and anxiety that so many of us have felt this past year is a tiny echo of how some children spend their childhood.

Home for Good wants to ensure that every child in care has a safe and loving family offering the nurture and stability they need. This can be achieved through both fostering and adoption. We seek to equip the UK Church to be the family that vulnerable children need. As children of God, welcomed through adoption into Abba Father’s loving family, called to extend the radical hospitality we have received to others, this is an unmistakable facet of our calling to live out God’s kingdom values in the world.

For some of us this will mean personally exploring fostering or adoption and perhaps welcoming a vulnerable child into our home. For others it will be about intentionally offering support to foster, adoptive and kinship caring families in our churches and communities. The boys and I would not be where we are today without the outrageous love and fierce commitment of families in our church and beyond.

I encourage you all to reflect this Mother’s Day. It may not be an easy day for you – for many it is a reminder of loss or loneliness, hopes unfulfilled or expectations unmet. This year we may yet again not be with loved ones on a special day. May we find real, tangible peace and comfort in our Abba Father. But as we reflect, perhaps we might consider how we can each play our part for vulnerable children, being the family and welcome they need, recognising it as the true privilege it
is to be invited into their story and to navigate it with them.

What is fostering and adoption?

Fostering gives vulnerable children and young people a safe and loving home while their own family is unable to look after them. There are many different types of fostering, from emergency carers who care for children at short notice, to short-term carers who look after children for up to two years while decisions are made for their permanence, to long-term carers who welcome children into their family throughout their childhood – and beyond. Adoption is a permanent and legal process to welcome a child into a family that they will belong to for the rest of their lives.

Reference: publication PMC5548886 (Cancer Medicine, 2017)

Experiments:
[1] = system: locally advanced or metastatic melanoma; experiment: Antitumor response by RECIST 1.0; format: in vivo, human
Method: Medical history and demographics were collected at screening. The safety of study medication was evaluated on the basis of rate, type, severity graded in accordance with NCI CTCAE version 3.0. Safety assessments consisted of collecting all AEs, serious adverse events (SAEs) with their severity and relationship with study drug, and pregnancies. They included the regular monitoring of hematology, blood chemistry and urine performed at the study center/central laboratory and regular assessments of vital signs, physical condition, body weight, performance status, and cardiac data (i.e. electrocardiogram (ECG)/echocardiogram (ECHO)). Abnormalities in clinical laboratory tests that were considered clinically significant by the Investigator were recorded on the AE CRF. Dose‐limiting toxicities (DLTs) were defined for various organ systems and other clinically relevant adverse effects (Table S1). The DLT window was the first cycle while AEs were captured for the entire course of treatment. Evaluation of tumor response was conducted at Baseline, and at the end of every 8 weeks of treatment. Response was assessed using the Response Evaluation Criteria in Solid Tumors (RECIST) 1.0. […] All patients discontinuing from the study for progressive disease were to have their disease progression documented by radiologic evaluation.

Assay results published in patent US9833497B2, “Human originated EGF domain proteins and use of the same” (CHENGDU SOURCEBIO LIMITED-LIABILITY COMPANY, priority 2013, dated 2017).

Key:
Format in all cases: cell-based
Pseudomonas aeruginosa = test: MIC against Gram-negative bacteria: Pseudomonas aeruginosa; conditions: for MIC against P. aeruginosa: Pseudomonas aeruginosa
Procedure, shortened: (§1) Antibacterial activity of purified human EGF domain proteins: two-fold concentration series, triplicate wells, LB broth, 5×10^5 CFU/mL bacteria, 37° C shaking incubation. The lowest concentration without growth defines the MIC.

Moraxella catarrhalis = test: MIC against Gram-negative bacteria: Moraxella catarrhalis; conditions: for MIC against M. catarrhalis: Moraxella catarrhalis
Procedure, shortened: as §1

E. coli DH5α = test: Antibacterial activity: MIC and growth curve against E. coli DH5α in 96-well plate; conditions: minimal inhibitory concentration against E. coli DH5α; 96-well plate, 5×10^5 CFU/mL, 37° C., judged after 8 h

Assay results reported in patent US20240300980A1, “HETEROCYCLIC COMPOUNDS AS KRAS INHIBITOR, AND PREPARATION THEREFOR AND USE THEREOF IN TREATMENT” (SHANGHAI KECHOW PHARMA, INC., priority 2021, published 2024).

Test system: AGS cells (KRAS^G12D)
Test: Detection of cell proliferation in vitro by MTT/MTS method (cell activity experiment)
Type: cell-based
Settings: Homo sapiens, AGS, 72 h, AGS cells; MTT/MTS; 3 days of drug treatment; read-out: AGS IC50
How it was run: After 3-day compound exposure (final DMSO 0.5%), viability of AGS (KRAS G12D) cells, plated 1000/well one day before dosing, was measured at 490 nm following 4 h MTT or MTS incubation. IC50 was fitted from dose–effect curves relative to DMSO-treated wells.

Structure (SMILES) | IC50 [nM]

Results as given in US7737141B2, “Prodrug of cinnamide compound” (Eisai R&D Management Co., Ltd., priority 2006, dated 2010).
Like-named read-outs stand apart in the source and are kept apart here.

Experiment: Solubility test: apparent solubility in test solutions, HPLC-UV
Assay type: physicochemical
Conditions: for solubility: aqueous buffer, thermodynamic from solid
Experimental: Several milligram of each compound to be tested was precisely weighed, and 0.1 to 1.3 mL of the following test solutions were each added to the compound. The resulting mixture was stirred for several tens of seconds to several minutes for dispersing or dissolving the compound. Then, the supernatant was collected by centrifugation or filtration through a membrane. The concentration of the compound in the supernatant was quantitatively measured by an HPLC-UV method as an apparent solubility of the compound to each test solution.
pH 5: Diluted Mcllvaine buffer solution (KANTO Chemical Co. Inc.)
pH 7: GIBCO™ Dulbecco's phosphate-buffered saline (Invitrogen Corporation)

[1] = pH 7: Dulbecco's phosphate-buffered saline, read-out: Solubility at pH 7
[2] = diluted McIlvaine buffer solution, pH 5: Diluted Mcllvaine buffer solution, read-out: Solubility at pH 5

Which children need fostering or adoption?

Children are in care for many reasons, but often come from desperate, traumatic or chaotic circumstances. They need families who will offer stability and understanding. There is often a particular need for families who can welcome groups of siblings, older children and teenagers, children of Black and minority ethnic heritage, and children with additional needs.

Could I foster or adopt?

Single people or couples can apply, those who already have children or who don’t, those who own their own home and those who rent. Those applying go through an assessment process with social workers to consider their suitability. If you feel you have the capacity and commitment to offer a stable and nurturing environment to a vulnerable child, it is definitely worth exploring!

What should I do now?

Do get in touch with the Home for Good team on 0300 001 0995 for more information and to ask any further questions you may have. We love to journey with individuals and couples as they explore fostering or adoption.

Tania Bright

Date published:
1 March 2021